I blogged several items yesterday about Holder v. Humanitarian Law Project. I’m still digesting the implications of the majority opinion, but it tentatively strikes me as somewhat troubling: It does allow a content-based restriction on speech by Americans, and while I think it can be limited to speech coordinated with designated foreign terrorist organizations — so that speech that’s independent of those organizations remains protected even if it ends up helping them — (1) that limitation is not as clearly set forth as I’d like, (2) the majority doesn’t say much to justify the constitutional significance of the distinction, and (3) I’m not positive that the distinction is sound (though I’m also not positive it’s unsound).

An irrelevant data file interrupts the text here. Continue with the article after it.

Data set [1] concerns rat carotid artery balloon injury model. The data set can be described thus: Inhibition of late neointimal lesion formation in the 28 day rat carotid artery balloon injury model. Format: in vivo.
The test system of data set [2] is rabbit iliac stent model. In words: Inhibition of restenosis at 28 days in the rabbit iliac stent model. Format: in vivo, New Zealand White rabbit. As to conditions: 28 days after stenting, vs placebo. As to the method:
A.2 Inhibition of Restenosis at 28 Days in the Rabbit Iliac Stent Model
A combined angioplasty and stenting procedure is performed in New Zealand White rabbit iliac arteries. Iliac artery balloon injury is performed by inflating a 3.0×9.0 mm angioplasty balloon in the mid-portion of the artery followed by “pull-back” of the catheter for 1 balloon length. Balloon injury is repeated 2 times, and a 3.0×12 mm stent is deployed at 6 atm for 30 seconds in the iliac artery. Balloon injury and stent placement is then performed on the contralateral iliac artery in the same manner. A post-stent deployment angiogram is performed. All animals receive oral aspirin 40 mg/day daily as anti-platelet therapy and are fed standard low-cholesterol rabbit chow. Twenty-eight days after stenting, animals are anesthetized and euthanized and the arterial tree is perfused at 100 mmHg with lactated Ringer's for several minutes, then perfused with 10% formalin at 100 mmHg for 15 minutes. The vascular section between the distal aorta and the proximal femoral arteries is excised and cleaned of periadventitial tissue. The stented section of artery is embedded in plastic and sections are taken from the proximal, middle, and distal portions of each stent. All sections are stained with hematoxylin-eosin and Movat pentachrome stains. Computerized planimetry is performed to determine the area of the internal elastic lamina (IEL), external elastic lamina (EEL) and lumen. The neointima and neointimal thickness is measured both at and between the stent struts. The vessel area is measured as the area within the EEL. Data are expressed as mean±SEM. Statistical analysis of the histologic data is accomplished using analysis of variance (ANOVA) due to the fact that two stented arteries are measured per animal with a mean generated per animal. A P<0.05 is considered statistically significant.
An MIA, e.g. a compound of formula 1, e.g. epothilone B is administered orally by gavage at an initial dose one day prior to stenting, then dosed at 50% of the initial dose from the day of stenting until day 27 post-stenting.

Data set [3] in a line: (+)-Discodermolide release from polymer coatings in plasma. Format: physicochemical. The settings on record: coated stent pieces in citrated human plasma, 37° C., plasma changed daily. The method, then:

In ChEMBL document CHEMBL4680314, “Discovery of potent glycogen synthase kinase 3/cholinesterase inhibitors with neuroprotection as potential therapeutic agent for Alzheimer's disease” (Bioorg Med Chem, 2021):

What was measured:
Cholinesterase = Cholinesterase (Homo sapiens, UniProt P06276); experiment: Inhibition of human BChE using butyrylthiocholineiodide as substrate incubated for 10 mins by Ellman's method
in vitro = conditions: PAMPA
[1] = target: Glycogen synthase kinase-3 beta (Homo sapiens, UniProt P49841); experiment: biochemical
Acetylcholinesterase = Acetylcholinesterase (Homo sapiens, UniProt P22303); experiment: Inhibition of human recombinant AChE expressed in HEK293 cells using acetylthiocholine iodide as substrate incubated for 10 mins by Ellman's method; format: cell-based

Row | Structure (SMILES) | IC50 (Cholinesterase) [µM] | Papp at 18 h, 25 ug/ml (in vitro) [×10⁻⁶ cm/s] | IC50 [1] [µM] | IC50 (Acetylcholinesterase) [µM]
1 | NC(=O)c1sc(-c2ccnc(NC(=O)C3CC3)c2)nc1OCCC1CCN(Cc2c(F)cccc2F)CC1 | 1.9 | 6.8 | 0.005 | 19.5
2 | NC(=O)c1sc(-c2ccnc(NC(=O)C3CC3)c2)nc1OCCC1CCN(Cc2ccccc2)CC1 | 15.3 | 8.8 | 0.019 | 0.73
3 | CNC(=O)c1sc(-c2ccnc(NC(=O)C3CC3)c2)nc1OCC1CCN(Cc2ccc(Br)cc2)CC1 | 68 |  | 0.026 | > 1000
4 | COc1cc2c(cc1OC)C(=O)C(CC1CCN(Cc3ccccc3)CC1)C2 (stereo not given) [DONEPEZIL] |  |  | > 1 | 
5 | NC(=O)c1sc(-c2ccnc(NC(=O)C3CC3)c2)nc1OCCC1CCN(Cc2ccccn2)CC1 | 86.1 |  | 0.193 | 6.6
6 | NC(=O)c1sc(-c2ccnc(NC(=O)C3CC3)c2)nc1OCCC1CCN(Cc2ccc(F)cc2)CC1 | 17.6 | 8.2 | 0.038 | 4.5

But I thought that it might be helpful to think about a slightly different fact pattern that might shed light on the coordinated/independent advocacy distinction. The fact pattern isn’t identical, but it strikes me as similar enough to be potentially instructive.
The fact pattern comes from the treason-by-propaganda cases, such as the Axis Sally case, Gillars v. United States, 182 F.2d 962 (D.C. Cir. 1950). Mildred Gillars recorded this “Vision of Invasion” broadcast while working for the Nazis: […]